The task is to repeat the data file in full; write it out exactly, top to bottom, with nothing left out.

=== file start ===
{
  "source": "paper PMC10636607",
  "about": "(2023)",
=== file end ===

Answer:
{
  "source": "paper PMC10636607",
  "about": "(2023)",